15 grant-writing tips Rationale for experiments not provided (why important, or how relevant to the hypothesis). Experiments too dependent on success of an initial proposed experiment. Lack of alternative methods in case the primary approach does not work out. Proposed model system not appropriate to address the proposed questions. Relevant controls not included. Proposal lacking enough preliminary data or preliminary data do not support project's feasibility. Insufficient consideration of statistical needs. Not clear which data were obtained by the investigator and which reported by others.

16 grant-writing tips Write with these pitfalls in mind! Convince the reviewers that your project doesn’t have one of these fatal flaws (cover all your bases).

17 grant-writing tips Write, Edit, and Proof Like a Pro (apply what you’ve learned in this course) Straight from the NIH website: Start with an outline. Write a topic sentence for each main topic. Make one point in each paragraph. Paragraphs have two functions: they aggregate information point by point and they break up the page, creating much-needed white space. Keep them short. Divide the document into sections and subsections. Include bullets and lists. Use short sentences with a basic structure: subject, verb, object. Keep sentence average to 20 words or less. Keep subject, verb, and object together at the beginning of the sentence.

18 grant-writing tips More tips from the NIH…
Keep related ideas and information together Use strong, active verbs Use verbs instead of abstract nouns. Turn abstract nouns ending in 'ion' and 'ment' into verbs. For example, say 'creating the assay leads to...' rather than 'the creation of the assay leads to...' If writing is not your forte, get help.

19 grant-writing tips 6. Edit Before Sending in Your Application
Edit out redundant words and phrases (cut, cut, cut!) Get outside opinions on the writing and presentation. Cross-check all data and information for consistency. After you're finished, leave it for a few days, then go back and read it again. Highlight and review your conclusions. Is there any way your supporting facts might lead a reader to different conclusions? Make sure you've supported all facts with citations. Edit and proofread thoroughly. Have others proofread as well, including nonscientists with strong English skills (work with a good editor!)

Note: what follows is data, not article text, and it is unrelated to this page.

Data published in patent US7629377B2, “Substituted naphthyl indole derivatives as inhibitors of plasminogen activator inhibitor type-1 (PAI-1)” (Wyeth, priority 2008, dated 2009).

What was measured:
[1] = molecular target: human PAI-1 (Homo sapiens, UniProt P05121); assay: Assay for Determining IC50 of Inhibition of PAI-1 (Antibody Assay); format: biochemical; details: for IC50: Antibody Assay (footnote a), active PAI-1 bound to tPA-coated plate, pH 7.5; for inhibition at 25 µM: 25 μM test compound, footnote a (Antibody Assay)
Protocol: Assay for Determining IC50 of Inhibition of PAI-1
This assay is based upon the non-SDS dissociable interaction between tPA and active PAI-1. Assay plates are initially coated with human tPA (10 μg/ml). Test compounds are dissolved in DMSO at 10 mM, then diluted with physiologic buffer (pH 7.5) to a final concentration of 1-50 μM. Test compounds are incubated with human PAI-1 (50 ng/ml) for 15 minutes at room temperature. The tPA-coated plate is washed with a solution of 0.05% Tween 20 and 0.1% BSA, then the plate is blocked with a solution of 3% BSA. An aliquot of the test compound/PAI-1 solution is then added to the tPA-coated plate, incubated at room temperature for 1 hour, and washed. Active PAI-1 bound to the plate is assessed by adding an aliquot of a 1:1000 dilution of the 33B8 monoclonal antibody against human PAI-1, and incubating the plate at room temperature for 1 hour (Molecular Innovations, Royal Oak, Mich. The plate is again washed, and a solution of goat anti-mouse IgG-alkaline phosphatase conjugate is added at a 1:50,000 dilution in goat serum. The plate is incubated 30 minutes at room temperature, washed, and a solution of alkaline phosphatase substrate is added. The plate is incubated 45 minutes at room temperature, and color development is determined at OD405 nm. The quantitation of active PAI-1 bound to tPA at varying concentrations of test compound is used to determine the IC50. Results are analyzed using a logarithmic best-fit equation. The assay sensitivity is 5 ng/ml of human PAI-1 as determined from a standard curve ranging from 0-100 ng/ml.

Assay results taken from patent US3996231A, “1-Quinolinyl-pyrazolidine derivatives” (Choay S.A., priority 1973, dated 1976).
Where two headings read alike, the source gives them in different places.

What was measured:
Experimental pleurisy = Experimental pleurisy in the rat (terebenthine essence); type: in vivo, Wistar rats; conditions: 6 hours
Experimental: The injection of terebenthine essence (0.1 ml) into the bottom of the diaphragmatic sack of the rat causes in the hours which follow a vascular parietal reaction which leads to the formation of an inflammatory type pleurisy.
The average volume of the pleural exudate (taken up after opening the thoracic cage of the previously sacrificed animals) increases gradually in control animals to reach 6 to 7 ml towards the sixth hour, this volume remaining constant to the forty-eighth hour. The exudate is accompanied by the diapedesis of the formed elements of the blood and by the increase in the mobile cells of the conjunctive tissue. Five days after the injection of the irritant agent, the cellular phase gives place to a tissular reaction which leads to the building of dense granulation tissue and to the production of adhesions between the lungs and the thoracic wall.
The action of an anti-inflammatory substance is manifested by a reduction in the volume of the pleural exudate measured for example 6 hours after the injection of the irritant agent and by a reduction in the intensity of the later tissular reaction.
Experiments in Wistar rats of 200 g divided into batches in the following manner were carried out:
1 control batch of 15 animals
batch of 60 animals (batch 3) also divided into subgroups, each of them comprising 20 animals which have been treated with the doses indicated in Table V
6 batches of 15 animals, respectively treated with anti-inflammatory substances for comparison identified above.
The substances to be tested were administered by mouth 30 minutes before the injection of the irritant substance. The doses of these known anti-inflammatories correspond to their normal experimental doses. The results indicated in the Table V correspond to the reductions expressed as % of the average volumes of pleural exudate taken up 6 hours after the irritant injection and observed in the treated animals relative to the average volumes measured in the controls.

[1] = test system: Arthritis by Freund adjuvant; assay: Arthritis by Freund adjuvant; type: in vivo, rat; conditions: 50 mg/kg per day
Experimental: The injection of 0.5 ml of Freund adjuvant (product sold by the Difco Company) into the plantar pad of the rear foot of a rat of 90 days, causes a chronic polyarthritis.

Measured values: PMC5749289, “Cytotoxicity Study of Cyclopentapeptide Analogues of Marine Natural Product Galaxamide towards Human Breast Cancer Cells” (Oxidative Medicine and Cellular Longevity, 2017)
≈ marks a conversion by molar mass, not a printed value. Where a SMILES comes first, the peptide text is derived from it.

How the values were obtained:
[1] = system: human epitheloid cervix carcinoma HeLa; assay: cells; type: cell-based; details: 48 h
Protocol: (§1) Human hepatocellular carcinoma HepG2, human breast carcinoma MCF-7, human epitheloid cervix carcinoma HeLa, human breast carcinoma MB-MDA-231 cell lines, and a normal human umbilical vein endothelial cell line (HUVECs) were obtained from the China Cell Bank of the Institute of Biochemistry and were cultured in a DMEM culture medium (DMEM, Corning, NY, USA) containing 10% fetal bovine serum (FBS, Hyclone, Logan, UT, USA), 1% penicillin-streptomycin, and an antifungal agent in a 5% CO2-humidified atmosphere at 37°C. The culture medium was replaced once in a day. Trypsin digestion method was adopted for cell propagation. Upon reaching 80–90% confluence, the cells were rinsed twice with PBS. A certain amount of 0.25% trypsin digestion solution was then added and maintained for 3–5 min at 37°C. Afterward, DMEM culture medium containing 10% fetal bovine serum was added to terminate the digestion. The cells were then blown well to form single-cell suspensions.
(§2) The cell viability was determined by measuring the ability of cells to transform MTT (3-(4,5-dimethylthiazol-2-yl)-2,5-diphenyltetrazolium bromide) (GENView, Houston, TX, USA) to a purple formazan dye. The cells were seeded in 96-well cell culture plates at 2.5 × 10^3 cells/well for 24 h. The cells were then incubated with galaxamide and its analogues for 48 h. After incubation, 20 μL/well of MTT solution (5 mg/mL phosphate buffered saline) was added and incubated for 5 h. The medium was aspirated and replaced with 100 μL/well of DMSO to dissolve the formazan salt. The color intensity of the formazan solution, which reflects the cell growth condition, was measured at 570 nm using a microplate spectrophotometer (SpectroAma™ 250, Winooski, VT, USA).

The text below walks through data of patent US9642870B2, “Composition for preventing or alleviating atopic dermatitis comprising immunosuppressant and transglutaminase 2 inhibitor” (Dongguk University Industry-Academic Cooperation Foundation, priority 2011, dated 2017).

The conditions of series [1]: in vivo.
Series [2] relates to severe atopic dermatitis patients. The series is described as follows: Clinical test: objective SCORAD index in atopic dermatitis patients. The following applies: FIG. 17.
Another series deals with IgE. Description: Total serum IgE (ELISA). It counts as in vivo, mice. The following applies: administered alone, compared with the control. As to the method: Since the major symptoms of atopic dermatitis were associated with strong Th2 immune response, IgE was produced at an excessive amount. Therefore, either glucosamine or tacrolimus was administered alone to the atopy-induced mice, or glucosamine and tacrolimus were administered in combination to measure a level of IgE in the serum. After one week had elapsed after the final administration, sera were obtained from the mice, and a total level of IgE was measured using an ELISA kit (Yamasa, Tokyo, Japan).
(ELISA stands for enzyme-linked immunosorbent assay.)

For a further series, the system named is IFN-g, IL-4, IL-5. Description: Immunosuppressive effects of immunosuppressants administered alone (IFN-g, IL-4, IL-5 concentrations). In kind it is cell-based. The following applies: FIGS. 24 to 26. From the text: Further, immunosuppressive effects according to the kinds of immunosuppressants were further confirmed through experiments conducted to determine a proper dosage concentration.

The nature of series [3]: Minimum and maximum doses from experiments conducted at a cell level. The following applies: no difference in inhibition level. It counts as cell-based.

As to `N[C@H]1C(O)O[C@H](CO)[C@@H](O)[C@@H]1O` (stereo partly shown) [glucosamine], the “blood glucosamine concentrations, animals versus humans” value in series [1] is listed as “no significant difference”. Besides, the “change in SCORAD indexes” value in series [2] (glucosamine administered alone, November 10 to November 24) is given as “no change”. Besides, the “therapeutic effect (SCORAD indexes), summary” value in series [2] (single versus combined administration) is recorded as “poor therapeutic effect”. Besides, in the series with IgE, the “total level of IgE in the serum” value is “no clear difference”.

21 NIH grants overview NIH Grant Proposals: Title Abstract Specific Aims
Background & Significance Preliminary Studies Experimental Design and Methods Appendix

22 NIH Grant Proposals Title

23 Title Keep to word or character limit (NIH has 56-character limit, including the spaces between words and punctuation). Identify topics, purpose, and novel aspects or methodology Choose a title that is specifically descriptive, rather than general. Be accurate, complete, specific, and concise. Avoid jargon, unnecessary details, and abbreviations. A new application must have a different title from any other PHS project with the same principal investigator/program director.

24 NIH Grant Proposals Abstract

25 Abstract Abstract 200 word limit for NIH
Keep it simple and broad. The abstract is read by all of the reviewers and is of critical importance. Includes: Broad research question Hypothesis to be tested (*remember NIH primarily funds hypothesis-driven research) Overview of specific aims Statement of the significance of the research and how it is innovative Outline of the methods Excludes confidential or proprietary information

26 NIH Grant Proposals Specific Aims

27 Specific Aims Specific Aims One page is recommended.
Limit to 3 or 4 specific aims. The specific aims are read by all of the reviewers and are of critical importance. Write in clear, focused, non-technical terms. The Specific Aims are a list of: The broad, long-term objectives and what the specific research proposed in this application is intended to accomplish, e.g..: to test a stated hypothesis, to create a novel design, to solve a specific problem, OR to develop new technology